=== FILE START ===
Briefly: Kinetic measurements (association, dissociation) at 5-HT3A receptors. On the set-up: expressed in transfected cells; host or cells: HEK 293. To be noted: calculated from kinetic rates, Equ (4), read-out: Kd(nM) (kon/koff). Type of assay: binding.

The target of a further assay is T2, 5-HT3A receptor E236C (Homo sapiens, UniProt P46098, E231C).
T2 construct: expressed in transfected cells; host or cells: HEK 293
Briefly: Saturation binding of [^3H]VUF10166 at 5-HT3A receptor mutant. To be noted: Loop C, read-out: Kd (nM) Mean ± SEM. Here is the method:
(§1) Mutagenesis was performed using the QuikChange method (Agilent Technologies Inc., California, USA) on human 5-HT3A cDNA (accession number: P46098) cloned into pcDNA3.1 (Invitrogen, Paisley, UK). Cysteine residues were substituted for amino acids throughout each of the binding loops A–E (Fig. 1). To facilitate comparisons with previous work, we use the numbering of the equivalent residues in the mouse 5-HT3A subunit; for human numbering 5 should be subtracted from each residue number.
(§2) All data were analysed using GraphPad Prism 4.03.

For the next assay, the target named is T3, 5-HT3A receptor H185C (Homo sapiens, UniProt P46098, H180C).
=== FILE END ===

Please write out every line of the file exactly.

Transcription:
Briefly: Kinetic measurements (association, dissociation) at 5-HT3A receptors. On the set-up: expressed in transfected cells; host or cells: HEK 293. To be noted: calculated from kinetic rates, Equ (4), read-out: Kd(nM) (kon/koff). Type of assay: binding.

The target of a further assay is T2, 5-HT3A receptor E236C (Homo sapiens, UniProt P46098, E231C).
T2 construct: expressed in transfected cells; host or cells: HEK 293
Briefly: Saturation binding of [^3H]VUF10166 at 5-HT3A receptor mutant. To be noted: Loop C, read-out: Kd (nM) Mean ± SEM. Here is the method:
(§1) Mutagenesis was performed using the QuikChange method (Agilent Technologies Inc., California, USA) on human 5-HT3A cDNA (accession number: P46098) cloned into pcDNA3.1 (Invitrogen, Paisley, UK). Cysteine residues were substituted for amino acids throughout each of the binding loops A–E (Fig. 1). To facilitate comparisons with previous work, we use the numbering of the equivalent residues in the mouse 5-HT3A subunit; for human numbering 5 should be subtracted from each residue number.
(§2) All data were analysed using GraphPad Prism 4.03.

For the next assay, the target named is T3, 5-HT3A receptor H185C (Homo sapiens, UniProt P46098, H180C).